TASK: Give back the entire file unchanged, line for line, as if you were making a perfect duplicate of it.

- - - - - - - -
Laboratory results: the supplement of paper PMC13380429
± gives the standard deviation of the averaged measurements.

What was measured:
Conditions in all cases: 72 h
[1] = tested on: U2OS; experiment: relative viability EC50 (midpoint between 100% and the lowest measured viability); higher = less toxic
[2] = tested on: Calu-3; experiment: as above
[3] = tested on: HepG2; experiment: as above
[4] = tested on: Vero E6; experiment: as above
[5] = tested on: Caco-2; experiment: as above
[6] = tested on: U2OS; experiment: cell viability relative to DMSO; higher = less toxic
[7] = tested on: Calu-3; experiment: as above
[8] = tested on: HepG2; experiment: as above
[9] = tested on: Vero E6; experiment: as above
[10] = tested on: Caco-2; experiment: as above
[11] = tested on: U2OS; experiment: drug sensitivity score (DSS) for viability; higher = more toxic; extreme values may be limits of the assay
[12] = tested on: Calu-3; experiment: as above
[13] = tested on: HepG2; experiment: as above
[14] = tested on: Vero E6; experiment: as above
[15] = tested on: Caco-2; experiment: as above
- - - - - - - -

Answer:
Laboratory results: the supplement of paper PMC13380429
± gives the standard deviation of the averaged measurements.

What was measured:
Conditions in all cases: 72 h
[1] = tested on: U2OS; experiment: relative viability EC50 (midpoint between 100% and the lowest measured viability); higher = less toxic
[2] = tested on: Calu-3; experiment: as above
[3] = tested on: HepG2; experiment: as above
[4] = tested on: Vero E6; experiment: as above
[5] = tested on: Caco-2; experiment: as above
[6] = tested on: U2OS; experiment: cell viability relative to DMSO; higher = less toxic
[7] = tested on: Calu-3; experiment: as above
[8] = tested on: HepG2; experiment: as above
[9] = tested on: Vero E6; experiment: as above
[10] = tested on: Caco-2; experiment: as above
[11] = tested on: U2OS; experiment: drug sensitivity score (DSS) for viability; higher = more toxic; extreme values may be limits of the assay
[12] = tested on: Calu-3; experiment: as above
[13] = tested on: HepG2; experiment: as above
[14] = tested on: Vero E6; experiment: as above
[15] = tested on: Caco-2; experiment: as above